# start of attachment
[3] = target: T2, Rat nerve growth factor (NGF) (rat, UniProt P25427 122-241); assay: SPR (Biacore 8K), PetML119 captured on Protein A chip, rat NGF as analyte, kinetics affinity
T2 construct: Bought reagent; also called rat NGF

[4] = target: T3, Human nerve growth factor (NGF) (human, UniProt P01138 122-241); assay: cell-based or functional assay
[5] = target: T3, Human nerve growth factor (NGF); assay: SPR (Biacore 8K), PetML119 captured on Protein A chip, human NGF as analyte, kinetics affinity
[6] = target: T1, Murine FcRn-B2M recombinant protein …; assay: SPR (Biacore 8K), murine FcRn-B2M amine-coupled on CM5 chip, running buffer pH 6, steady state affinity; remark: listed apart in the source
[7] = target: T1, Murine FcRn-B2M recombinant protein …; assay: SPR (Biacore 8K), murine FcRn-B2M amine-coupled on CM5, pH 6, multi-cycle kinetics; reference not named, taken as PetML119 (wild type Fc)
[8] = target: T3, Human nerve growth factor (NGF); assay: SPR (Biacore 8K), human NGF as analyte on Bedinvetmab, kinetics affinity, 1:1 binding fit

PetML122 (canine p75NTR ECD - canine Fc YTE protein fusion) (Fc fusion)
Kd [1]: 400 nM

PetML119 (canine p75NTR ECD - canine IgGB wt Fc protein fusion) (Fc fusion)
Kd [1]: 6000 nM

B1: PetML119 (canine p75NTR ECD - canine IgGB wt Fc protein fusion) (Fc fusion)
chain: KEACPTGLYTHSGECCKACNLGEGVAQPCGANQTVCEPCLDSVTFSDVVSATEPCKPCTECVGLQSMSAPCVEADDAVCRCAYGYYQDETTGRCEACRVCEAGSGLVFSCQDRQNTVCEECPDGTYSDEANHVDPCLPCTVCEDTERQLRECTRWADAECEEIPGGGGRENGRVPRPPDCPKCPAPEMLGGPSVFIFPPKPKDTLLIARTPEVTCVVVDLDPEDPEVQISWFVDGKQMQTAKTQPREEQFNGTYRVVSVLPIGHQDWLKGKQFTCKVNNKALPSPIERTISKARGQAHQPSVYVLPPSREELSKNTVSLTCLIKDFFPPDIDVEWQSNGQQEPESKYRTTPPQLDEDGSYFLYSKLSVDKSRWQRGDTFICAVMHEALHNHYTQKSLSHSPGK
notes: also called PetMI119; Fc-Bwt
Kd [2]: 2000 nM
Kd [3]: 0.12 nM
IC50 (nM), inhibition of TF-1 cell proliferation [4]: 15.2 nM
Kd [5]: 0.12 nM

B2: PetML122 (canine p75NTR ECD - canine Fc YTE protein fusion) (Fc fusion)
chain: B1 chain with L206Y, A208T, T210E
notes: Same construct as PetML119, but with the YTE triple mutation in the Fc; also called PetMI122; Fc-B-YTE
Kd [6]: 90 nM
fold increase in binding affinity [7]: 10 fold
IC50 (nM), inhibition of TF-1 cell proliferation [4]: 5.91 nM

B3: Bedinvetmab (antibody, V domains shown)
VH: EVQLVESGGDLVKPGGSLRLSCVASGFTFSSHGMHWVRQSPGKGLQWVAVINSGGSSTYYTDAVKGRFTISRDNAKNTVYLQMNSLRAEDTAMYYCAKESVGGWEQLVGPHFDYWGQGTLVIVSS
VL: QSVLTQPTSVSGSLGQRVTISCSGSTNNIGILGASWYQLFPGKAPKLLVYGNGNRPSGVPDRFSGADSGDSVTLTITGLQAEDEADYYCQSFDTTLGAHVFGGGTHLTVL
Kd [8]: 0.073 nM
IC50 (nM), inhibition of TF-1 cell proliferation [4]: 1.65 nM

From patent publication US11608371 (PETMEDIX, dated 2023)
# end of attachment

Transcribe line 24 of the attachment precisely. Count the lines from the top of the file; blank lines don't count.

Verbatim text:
IC50 (nM), inhibition of TF-1 cell proliferation [4]: 5.91 nM